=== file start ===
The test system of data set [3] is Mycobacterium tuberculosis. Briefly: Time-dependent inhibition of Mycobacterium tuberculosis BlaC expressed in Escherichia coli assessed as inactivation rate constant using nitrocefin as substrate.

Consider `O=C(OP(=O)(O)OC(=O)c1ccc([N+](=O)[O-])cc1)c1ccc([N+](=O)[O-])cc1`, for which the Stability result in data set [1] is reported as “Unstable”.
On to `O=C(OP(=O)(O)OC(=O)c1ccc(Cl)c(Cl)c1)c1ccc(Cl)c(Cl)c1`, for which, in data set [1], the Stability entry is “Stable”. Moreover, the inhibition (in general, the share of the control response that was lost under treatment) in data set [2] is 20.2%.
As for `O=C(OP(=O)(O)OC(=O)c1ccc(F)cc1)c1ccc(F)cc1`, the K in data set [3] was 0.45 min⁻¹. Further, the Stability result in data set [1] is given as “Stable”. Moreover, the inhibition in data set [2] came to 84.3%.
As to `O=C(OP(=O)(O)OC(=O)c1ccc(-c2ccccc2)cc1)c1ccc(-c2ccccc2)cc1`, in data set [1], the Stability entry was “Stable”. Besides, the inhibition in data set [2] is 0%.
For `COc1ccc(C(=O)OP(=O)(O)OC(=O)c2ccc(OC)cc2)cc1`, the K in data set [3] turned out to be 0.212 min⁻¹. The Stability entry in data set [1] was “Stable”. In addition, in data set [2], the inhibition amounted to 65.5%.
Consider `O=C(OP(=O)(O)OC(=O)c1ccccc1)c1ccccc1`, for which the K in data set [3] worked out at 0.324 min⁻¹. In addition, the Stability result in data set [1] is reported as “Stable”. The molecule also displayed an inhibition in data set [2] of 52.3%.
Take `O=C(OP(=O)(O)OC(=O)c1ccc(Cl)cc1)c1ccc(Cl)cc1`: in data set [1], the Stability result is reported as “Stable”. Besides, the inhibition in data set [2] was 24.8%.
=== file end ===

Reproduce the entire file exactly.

The test system of data set [3] is Mycobacterium tuberculosis. Briefly: Time-dependent inhibition of Mycobacterium tuberculosis BlaC expressed in Escherichia coli assessed as inactivation rate constant using nitrocefin as substrate.

Consider `O=C(OP(=O)(O)OC(=O)c1ccc([N+](=O)[O-])cc1)c1ccc([N+](=O)[O-])cc1`, for which the Stability result in data set [1] is reported as “Unstable”.
On to `O=C(OP(=O)(O)OC(=O)c1ccc(Cl)c(Cl)c1)c1ccc(Cl)c(Cl)c1`, for which, in data set [1], the Stability entry is “Stable”. Moreover, the inhibition (in general, the share of the control response that was lost under treatment) in data set [2] is 20.2%.
As for `O=C(OP(=O)(O)OC(=O)c1ccc(F)cc1)c1ccc(F)cc1`, the K in data set [3] was 0.45 min⁻¹. Further, the Stability result in data set [1] is given as “Stable”. Moreover, the inhibition in data set [2] came to 84.3%.
As to `O=C(OP(=O)(O)OC(=O)c1ccc(-c2ccccc2)cc1)c1ccc(-c2ccccc2)cc1`, in data set [1], the Stability entry was “Stable”. Besides, the inhibition in data set [2] is 0%.
For `COc1ccc(C(=O)OP(=O)(O)OC(=O)c2ccc(OC)cc2)cc1`, the K in data set [3] turned out to be 0.212 min⁻¹. The Stability entry in data set [1] was “Stable”. In addition, in data set [2], the inhibition amounted to 65.5%.
Consider `O=C(OP(=O)(O)OC(=O)c1ccccc1)c1ccccc1`, for which the K in data set [3] worked out at 0.324 min⁻¹. In addition, the Stability result in data set [1] is reported as “Stable”. The molecule also displayed an inhibition in data set [2] of 52.3%.
Take `O=C(OP(=O)(O)OC(=O)c1ccc(Cl)cc1)c1ccc(Cl)cc1`: in data set [1], the Stability result is reported as “Stable”. Besides, the inhibition in data set [2] was 24.8%.